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ProAssurance Risk ManagementMay 20245 min read

Failure to Document Risks of Methotrexate Treatment Complicates the Defense

Failure to Document Risks of Methotrexate Treatment Complicates the Defense


The ob-gyn negligently failed to inform the patient of the general risks of birth anomalies associated with methotrexate treatment and the associated risk of conceiving within three months of undergoing treatment, and failed to recommend supplementation with folic acid when the patient conceived within that time period.

Case Details

Inadequate documentation of the informed consent process can significantly affect the defensibility of a malpractice lawsuit. This Malpractice Case Study presents a closed claim involving an ob-gyn whose records were silent on key informed consent issues.

A 35 YOW presented to her ob-gyn following a positive home pregnancy test. At the office, a repeat pregnancy test was positive, but an ultrasound was negative for an intrauterine pregnancy. Ultrasound at a follow-up visit also did not show an intrauterine pregnancy. The ob-gyn diagnosed an ectopic pregnancy. He performed a laparoscopy and milked the fallopian tube to terminate the pregnancy. Following the procedure, however, the patient’s hCG levels continued to increase. Therefore, the ob-gyn ordered an injection of methotrexate to terminate the pregnancy. This also proved to be unsuccessful, and the patient ultimately required a salpingectomy.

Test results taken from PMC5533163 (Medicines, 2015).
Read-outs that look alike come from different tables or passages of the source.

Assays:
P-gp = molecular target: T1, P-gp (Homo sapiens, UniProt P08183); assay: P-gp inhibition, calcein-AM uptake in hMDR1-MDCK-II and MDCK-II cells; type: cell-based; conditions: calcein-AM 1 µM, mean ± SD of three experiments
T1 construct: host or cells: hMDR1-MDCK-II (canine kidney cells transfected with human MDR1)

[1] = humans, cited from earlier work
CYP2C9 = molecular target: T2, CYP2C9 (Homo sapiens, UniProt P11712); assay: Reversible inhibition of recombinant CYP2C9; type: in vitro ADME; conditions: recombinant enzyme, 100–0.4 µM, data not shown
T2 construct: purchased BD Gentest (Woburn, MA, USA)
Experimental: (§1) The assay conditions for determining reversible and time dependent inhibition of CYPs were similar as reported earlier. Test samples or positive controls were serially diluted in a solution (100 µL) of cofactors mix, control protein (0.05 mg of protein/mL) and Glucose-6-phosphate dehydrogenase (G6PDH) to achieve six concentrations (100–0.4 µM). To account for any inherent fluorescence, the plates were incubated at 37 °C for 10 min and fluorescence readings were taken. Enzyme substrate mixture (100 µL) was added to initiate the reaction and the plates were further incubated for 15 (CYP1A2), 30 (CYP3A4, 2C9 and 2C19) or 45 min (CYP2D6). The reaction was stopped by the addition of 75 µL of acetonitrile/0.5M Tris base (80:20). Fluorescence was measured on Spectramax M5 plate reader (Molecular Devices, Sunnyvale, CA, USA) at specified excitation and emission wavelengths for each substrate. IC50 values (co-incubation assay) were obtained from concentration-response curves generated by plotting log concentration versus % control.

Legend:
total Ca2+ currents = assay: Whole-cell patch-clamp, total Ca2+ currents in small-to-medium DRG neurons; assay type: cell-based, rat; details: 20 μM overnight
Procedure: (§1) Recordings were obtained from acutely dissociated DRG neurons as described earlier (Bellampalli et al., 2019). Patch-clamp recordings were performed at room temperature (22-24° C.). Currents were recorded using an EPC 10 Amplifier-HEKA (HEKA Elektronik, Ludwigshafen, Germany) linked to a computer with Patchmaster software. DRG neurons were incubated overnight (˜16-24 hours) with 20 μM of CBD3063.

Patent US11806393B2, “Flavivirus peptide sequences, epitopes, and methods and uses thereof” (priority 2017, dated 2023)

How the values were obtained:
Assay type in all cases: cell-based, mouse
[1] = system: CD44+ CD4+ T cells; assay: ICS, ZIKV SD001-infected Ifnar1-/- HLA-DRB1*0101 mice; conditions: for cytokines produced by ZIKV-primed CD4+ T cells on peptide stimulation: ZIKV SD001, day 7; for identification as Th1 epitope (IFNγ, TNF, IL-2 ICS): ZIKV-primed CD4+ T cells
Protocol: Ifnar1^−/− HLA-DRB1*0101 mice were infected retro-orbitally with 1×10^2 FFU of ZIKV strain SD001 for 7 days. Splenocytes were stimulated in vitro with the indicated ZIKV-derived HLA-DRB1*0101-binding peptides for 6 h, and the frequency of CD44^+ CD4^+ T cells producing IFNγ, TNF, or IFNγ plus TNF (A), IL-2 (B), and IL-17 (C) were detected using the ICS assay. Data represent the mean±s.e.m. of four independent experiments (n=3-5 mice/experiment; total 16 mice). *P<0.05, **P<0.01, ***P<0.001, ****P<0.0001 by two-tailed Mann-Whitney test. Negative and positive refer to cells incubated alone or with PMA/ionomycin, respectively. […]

Approximately fifty-seven days after methotrexate administration, the patient became pregnant. She gave birth to a full-term infant with spina bifida, hydrocephalus, club feet, seizure disorder, and Arnold’s Chiari II. He underwent multiple surgeries, including VP shunt placement, closure of meningomyelocele, permanent tracheostomy for home ventilation, cranial reconstructive surgery, and placement of a feeding tube. He was incontinent of bladder and bowel, wheelchair bound, and had limited ability to communicate. These were presumed life-long conditions.